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Excedrin extra strength vs excedrin migraine

  1. Oct 22, 2013 #1
    excedrin migraine is more money but they contain the same exact ingredients. Total sham!
     
  2. jcsd
  3. Oct 22, 2013 #2

    phinds

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    I'm shocked. Shocked, I say.
     
  4. Oct 22, 2013 #3

    berkeman

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    Looks like Excedrin Menstrual Complete has matching ingredients as well...

    http://en.wikipedia.org/wiki/Excedrin

     
  5. Oct 22, 2013 #4

    Office_Shredder

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    I googled a bit and apparently part of the reason they are called different things is because the FDA requires different dosages for different uses. If you use excedrin for a migraine and it doesn't work on the first shot you shouldn't keep taking it (and it says so on the package), but if you're taking it for general pain you can take it every couple hours for however long.

    As for why they are priced differently, this could be the drug store's strategy as much as the manufacturer - and by strategy I mean they just make up whatever prices people will pay.

    It's also possible the release timing (choice of coating and other random junk that helps keep the pill together) is different for different pills.
    EDIT TO ADD: Although I just checked their non-active ingredients and they're the same in the same order, but I guess there's still a small chance they come in different proportions anyway.

    It also could be that using it to help migraine headaches had worse side effects than other uses and they're worried more about a lawsuit or something and feel the need to charge more to justify the risk - probably not, but not impossible.
     
    Last edited: Oct 22, 2013
  6. Oct 23, 2013 #5

    FlexGunship

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    I've found the same thing with my No-Doz and Dunkin Donuts coffee. Shameful!
     
  7. Oct 23, 2013 #6

    Evo

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    It appeared to me to all be marketing hype, they get more shelf space this way. They get more attention, the naive think they're getting something unique for their problem, when all of those problems could be listed on a single package. It's a shady practice.
     
  8. Oct 23, 2013 #7

    Office_Shredder

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    Evo, it is literally illegal for them to place both labels on the same package.

    http://www.fda.gov/downloads/Drugs/GuidanceComplianceRegulatoryInformation/EnforcementActivitiesbyFDA/WarningLettersandNoticeofViolationLetterstoPharmaceuticalCompanies/UCM168201.pdf [Broken]

    The FDA wrote a letter to Bristol-Meyers that they must advertise these products as being different. The reason for this is that the dosage for pain relief and migrain headaches is different, and the FDA believes that consumers can only be protected by having different packaging for the different labels to avoid confusion.
     
    Last edited by a moderator: May 6, 2017
  9. Oct 23, 2013 #8

    Evo

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    I am not talking about package "labeling", I am talking about listed "uses" on the package.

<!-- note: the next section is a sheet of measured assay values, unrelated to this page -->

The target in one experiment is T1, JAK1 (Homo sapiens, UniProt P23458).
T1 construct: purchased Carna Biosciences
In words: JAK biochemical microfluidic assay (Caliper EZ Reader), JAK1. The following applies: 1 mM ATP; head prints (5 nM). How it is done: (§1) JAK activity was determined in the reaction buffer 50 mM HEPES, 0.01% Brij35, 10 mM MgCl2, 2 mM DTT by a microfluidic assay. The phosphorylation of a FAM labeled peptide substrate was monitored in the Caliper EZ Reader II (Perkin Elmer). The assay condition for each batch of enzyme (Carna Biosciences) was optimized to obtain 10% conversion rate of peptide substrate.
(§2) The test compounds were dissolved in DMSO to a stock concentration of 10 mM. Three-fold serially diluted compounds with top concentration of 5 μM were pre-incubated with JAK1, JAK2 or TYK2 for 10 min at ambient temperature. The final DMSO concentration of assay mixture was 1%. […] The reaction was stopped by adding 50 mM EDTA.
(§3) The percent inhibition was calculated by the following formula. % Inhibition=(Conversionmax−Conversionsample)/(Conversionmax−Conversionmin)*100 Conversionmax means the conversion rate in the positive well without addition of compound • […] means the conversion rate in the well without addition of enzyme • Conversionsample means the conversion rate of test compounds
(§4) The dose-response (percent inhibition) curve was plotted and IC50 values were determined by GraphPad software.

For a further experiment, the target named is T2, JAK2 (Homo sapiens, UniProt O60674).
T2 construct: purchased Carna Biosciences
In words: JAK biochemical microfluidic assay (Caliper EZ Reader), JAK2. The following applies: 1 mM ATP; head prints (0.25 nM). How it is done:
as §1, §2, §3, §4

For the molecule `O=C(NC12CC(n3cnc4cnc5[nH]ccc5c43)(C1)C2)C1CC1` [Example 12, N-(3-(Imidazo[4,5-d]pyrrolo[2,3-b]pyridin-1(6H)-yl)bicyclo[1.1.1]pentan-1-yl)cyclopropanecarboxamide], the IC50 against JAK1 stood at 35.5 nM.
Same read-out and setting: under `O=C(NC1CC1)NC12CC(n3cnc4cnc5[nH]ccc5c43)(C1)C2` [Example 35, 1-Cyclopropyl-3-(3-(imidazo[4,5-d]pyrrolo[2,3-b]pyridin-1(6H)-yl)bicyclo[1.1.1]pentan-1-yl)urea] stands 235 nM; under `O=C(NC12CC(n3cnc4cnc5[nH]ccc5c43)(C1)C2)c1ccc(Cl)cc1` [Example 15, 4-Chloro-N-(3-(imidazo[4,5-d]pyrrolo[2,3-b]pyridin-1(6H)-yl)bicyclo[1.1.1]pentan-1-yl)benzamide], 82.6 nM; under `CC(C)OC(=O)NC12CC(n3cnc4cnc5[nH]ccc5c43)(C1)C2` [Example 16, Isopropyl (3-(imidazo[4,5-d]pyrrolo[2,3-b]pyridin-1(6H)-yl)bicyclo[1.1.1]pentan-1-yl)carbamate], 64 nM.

For example, my bottle of ibuprofen says:

    Uses: temporarily relieves minor aches and pains due to - headache, toothache, menstrual cramps, the common cold, muscular aches, minor pain of arthritis, temporarily reduces fever

    Sure, they could market one as "Arthritis Pain Relief", and another for "Back Ache", and yet another for "Menstrual Cramps", etc...

    It also appears that the dosing is only different for migraine. Anyone that gets permanent relief from one dose of acetaminophen doesn't have a real migraine, IMO. The people I know that get migraines are doubled over, unable to move, and often vomit.

    http://www.healthcentral.com/migraine/c/9924/31802/difference-dosing

    I should be at the pharmacy later today, so I can report back if there is any difference in "dosing" for their other products.
     
    Last edited by a moderator: May 6, 2017
  10. Oct 23, 2013 #9

    Office_Shredder

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    And if they put "migraine headaches" on the extra strength package, the FDA would fine them and make them recall the whole lot.

    They had to go through a clinical trial to prove the effectiveness of excedrin at curing migraines in order to get FDA approval to market their product as doing that, so I'm willing to take that over your not-even-anecdotal evidence that it doesn't work. If you enjoy anecdotal evidence there are plenty of people willing to attest to it on online reviews as well (easily found by googling, for example http://www.drugs.com/comments/acetaminophen-aspirin-caffeine/excedrin-migraine.html). And if you wait until you're vomiting to take the pills obviously you have waited too long.
     
  11. Oct 23, 2013 #10

    Evo

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    Yes, the reviews in that link are all anecdotal, we don't even know if any of those people actually have migraines, did you have a point? I also have no idea why you would think time has anything to do with vomiting. I know people that have migraines and it doesn't work for them. I imagine in the study a percentage of people given a placebo also claimed the placebo worked. My little sister suffers from chronic migraine. I don't know why you are getting so bent out of shape, do you hold stock? Calm down! :biggrin:

    Excedrin does not suggest their product for anything except "mild to moderate" pain.
     
    Last edited: Oct 23, 2013
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